Glacier FarmMedia COVID-19 & the Farm

Toronto pork packer in creditor protection

Ontario’s hog farmers are still processing news that a mainstay of the Toronto meat packing industry is in creditor protection.

Quality Meat Packers and its Toronto Abattoirs arm have been granted 30 days’ creditor protection Thursday to “evaluate restructuring alternatives,” Ontario Pork reported Friday morning.

Ontario Pork, which represents the province’s 1,500-plus hog producers, said Friday it’s “still trying to understand the scope of what this means” and “does not know the impact yet this will have on the provincial industry.”

The company has notified its customers and suppliers, is “preparing plans for operating next week,” plans to continue operating its downtown Toronto facilities and is “working co-operatively with its lender,” Ontario Pork said in a statement.

The organization emphasized this does not mean Quality is bankrupt, but that it’s been granted a month under the proposal provisions of the Bankruptcy and Insolvency Act to work with its proposal trustee, A. Farber and Partners, on “identifying and evaluating the alternatives being considered for the business.”

Two affiliated Ontario processors, Mitchell-based Great Lakes Specialty Meats and Etobicoke-based Tasty Chip, are “operating as normal” and not under creditor protection, Ontario Pork added.

Formed in 1931 by meat market operator Nick Schwartz, Quality Meat Packers in 1960 bought the Toronto Civic Abattoir where it still operates today, supplying retailers and marketing its own Legacy brand pork products.

Thanks to its location, however, the Quality packing plant in recent years has famously drawn complaints and protests from condo-dwelling neighbours and animal-welfare activists in what’s now Toronto’s Fashion District.

The aging facility in 2011 picked up $3 million for upgrades through the federal Slaughter Improvement Program, earmarked to “enhance food safety and traceability, improve plant efficiency, and reduce operating costs through the purchase of value-added equipment.”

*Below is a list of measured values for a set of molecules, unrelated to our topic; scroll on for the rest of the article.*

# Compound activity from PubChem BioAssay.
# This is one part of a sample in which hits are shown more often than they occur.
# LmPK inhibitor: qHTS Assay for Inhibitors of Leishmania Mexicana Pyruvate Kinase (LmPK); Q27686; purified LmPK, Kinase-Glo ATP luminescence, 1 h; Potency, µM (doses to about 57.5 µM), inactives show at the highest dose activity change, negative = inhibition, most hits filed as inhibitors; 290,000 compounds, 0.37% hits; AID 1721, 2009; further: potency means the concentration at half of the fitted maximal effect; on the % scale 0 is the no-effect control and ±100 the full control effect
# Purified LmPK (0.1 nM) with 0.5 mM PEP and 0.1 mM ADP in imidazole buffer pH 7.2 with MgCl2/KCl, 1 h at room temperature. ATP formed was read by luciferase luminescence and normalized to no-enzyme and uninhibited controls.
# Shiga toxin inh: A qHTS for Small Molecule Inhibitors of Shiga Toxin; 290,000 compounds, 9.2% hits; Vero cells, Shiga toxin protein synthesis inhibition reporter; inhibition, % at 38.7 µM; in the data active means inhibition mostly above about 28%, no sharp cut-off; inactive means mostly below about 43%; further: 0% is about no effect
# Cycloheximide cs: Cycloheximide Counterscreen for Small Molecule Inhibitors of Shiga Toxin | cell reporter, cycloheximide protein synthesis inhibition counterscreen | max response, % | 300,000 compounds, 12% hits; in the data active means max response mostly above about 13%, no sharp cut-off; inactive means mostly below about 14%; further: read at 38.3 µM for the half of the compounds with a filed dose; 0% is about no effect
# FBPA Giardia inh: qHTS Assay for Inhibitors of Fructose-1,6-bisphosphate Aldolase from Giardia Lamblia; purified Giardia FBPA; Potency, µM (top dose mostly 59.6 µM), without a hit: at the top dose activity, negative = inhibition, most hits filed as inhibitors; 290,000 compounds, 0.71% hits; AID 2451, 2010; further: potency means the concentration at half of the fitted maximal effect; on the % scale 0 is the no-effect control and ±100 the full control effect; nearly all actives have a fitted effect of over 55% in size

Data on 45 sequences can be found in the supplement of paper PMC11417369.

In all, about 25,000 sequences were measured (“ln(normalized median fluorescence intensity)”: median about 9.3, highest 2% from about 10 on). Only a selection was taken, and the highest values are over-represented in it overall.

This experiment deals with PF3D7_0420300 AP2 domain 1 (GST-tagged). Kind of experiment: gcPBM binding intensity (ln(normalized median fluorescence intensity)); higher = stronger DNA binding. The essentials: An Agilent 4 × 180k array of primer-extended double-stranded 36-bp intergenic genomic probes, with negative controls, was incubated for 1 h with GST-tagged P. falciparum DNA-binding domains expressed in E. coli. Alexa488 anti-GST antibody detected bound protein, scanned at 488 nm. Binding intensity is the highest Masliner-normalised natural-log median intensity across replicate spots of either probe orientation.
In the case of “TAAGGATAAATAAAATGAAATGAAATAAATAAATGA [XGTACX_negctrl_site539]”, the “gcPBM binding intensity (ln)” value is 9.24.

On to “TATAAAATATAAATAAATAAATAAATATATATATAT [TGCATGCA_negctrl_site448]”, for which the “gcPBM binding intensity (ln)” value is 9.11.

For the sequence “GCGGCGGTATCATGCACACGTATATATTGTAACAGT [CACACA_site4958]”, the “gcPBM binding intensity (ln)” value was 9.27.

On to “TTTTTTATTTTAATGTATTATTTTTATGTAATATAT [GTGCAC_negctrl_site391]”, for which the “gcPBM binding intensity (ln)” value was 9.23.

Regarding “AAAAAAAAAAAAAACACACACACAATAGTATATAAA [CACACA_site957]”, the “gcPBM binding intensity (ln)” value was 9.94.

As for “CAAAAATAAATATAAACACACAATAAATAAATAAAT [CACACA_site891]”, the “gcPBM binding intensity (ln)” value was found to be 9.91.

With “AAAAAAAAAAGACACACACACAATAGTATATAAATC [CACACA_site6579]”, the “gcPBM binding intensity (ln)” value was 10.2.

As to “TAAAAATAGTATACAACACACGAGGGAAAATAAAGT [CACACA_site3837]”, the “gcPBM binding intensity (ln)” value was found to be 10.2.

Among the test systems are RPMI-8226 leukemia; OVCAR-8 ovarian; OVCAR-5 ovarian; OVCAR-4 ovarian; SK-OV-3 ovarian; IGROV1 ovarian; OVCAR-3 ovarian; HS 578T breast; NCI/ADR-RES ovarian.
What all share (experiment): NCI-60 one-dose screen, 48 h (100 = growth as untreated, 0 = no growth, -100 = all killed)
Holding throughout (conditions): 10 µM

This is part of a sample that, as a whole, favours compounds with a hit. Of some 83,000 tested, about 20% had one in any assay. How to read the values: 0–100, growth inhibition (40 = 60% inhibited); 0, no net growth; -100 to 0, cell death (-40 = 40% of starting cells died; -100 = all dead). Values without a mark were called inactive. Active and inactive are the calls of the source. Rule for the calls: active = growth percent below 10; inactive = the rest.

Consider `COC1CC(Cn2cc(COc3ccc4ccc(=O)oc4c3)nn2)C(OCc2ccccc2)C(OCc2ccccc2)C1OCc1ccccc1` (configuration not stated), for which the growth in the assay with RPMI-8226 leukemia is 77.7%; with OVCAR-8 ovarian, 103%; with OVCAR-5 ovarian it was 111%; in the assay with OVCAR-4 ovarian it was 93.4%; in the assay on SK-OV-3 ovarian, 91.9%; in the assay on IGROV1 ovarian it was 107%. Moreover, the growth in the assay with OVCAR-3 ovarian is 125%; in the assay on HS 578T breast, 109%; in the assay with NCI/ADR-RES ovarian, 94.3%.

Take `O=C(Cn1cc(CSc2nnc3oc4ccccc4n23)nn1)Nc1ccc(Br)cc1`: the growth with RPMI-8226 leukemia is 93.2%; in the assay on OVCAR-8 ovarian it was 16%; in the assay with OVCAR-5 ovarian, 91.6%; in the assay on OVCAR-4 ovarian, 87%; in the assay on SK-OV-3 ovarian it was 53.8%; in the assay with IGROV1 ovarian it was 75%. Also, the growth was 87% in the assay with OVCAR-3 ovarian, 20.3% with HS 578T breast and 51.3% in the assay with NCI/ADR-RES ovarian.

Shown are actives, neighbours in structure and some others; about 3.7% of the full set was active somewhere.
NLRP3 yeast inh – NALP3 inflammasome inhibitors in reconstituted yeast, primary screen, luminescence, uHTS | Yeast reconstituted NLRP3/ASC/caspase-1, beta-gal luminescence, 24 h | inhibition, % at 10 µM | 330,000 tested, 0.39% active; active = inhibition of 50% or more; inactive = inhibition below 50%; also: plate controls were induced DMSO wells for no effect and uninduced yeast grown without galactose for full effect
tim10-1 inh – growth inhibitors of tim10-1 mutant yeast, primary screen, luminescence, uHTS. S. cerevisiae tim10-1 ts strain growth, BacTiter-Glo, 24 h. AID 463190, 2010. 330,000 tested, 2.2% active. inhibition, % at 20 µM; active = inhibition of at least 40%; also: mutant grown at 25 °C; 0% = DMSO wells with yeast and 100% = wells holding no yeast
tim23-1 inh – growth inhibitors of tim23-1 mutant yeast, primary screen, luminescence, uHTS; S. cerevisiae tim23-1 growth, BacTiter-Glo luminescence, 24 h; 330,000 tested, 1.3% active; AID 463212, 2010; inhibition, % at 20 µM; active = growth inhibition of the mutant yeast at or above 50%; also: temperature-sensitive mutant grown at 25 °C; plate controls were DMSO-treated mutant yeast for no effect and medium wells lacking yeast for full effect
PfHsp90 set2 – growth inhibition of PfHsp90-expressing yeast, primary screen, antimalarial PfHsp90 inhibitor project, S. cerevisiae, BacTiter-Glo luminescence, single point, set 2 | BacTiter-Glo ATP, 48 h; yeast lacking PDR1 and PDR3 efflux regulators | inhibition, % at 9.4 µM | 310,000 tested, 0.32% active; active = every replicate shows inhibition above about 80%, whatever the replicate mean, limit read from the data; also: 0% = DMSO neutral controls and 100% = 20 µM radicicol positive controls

The federally-inspected plant is licensed for slaughter, boning, cutting, rendering and casing preparation, and for export to the U.S., the European Union, China, Mexico, Australia and Brazil, among other countries.

Eric Atkins of Toronto’s Globe and Mail on Friday quoted a Quality executive citing volatility in hog prices as a factor in the company’s current woes. Hog prices have risen dramatically in the past year, partly on the arrival and spread of the porcine epidemic diarrhea (PED) virus in the U.S.

PEDv, which was first confirmed in the U.S. in April last year and is largely fatal in newborn piglets, has since been confirmed in hogs on 5,267 farms across 27 states as of March 29. The virus was first confirmed in Ontario in January and has since been confirmed in hogs on 48 farms: 45 in Ontario and one each in Manitoba, Quebec and Prince Edward Island.

Ontario’s two most recent cases were confirmed Wednesday on a finishing operation in Bruce County and a farrow-to-wean operation in Huron County. The virus, which causes diarrhea, vomiting and dehydration, is not often fatal in the older hogs found in finisher barns. — Network


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